JIS News

The Ministry of Education, Youth and Culture will be going all out in its efforts to improve Grade Four literacy rates in Primary schools during the 2005/06 school year through several planned initiatives.
Education Minister, Maxine Henry Wilson made the announcement in her opening presentation in the 2005/06 Sectoral Debate in the House of Representatives yesterday (May 10). She informed that the Ministry’s annual summer camp programme for students who did not attain satisfactory levels of mastery in reading; in-service training for teachers and a new literacy intervention strategy were three main areas that would be focused on in the efforts to improve literacy rates at the Grade four level.
“The 2005 summer literacy programme has been developed to provide greater impact on learners at the non-mastery level, bringing us closer to achieving the target of 95 per cent of the cohort,” Minister Henry-Wilson informed. She further noted the Ministry would be working towards securing a blend of well-trained specialists and volunteers to assist in the remediation at this level.
The private sector will also be invited to participate in and support the camps in order to enhance their productivity. “In keeping with our vision for full participation, the private sector organizations will be identified and approached to contribute to the enhanced summer literacy programme in respect of planning, releasing personnel for participation, provision of lunches, transportation and procurement of materials,” Minister Henry-Wilson explained.
An additional feature of the camps will be the participation of parents, “parental participation in both the support of learning and also in actual learning has also been identified a desired output,” the Education Minister informed. She further explained that the full nature of parental participation in the camps would be detailed subsequent to further consultation by the Transformation Team. The use of technologies will also be a feature in the camps. Mrs. Henry-Wilson noted that the Ministry in collaboration with Early Childhood Commission would be implementing an auditory and visual screening and referral programme to ensure that children are physically ready for instruction at their pace.
The Ministry will also focus on the improvement of teaching techniques and capacities in the efforts to improve Grade four literacy rates. “We aim to increase efficiency through the rationalization of teacher education,” Minister Henry-Wilson informed the House. She noted that the Ministry continued to strengthen the teaching capacities of more than 8,542 teachers who were trained to deliver the Revised Primary Curriculum, through in-service and mentorship programmes driven by the Ministry’s professional development unit.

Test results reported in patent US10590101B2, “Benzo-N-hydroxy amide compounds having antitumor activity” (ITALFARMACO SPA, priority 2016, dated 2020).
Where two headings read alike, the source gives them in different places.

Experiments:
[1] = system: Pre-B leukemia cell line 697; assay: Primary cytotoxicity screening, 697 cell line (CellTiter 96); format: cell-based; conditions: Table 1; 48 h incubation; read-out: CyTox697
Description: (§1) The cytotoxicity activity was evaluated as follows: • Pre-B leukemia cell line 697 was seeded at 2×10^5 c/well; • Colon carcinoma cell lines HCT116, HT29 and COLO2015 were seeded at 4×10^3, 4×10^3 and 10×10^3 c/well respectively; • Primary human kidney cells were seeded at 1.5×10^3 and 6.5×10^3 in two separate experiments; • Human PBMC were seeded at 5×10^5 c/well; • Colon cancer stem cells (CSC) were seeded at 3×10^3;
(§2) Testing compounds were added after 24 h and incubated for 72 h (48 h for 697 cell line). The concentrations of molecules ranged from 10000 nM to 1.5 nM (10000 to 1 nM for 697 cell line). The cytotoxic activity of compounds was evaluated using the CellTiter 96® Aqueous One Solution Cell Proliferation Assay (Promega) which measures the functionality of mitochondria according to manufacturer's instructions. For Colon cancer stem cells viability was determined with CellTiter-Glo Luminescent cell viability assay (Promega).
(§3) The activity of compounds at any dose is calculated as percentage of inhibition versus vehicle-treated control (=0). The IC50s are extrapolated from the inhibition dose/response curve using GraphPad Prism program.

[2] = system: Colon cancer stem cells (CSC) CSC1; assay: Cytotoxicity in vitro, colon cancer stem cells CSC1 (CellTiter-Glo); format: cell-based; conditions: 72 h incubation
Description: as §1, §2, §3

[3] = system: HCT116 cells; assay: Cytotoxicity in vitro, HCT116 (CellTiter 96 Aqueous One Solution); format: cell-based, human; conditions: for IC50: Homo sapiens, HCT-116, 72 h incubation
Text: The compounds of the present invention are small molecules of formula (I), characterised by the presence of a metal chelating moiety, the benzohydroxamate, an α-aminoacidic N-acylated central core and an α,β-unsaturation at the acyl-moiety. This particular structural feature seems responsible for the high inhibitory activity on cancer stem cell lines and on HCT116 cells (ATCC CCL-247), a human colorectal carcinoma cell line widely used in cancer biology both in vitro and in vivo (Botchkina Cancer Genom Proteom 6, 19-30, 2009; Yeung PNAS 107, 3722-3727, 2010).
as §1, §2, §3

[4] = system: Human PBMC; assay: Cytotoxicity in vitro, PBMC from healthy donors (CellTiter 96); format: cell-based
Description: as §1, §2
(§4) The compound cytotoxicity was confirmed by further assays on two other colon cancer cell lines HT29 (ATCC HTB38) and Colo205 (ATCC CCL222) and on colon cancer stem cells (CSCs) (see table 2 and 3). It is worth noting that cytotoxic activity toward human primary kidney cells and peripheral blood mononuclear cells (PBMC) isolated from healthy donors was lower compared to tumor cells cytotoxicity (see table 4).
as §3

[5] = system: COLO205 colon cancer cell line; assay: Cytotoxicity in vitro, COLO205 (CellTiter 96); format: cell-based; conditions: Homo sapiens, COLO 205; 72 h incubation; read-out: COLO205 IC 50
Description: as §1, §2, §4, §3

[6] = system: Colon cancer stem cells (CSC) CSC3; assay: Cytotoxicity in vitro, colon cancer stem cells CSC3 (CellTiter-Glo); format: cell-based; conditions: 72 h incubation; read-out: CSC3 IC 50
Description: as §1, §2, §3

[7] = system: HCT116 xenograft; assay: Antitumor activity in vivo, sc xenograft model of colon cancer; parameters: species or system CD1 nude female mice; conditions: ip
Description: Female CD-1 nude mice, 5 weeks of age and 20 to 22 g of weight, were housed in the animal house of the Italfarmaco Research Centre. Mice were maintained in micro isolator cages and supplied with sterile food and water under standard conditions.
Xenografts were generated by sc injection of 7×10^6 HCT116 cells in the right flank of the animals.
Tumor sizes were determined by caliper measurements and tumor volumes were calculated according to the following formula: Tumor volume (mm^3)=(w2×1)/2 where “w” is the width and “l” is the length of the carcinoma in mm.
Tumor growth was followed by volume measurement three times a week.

Minister Henry-Wilson further informed that incentives would be made available to encourage the performances of teachers. “In an effort to provide incentives for teachers we have collaborated with LASCO to develop a ‘Salute the Teachers’ programme, which we hope will get off the ground by the coming academic year. Additionally all primary and secondary schools have been “encouraged and supported by the Ministry to develop their own school based staff development programme”, she said.
The Minister also commended the schools for the initiative they had shown in developing seminars that dealt with the performance gaps of their teachers.
The Ministry has also began to work on the implementation of site-based integrated teaching strategies and support materials. Mrs. Henry-Wilson noted that the teachers involved in this programme had been exposed to training in assessment strategies as well as how to interpret and use the results of assessments to guide future planning for instruction at the primary level.
A new literacy strategy titled ‘Language Experience Awareness” has also been developed to support the underlying principles of the Revised Primary Curriculum. “This is at the core of our targets to have 90 per cent of our methodologies through 30 identified pilot schools, this is one of the areas which we will need to examine to determine whether it should be cascaded through the entire primary system,” Minister Henry-Wilson noted.
She further noted that the identification of 15 pilot schools for instructional technology and the provision of training equipment and materials to enable the use of information technology (IT) in curriculum delivery. Some 19 of the 21 demonstration schools have received funds to develop best practices in collaboration with the teacher training colleges Minister Henry-Wilson further informed.

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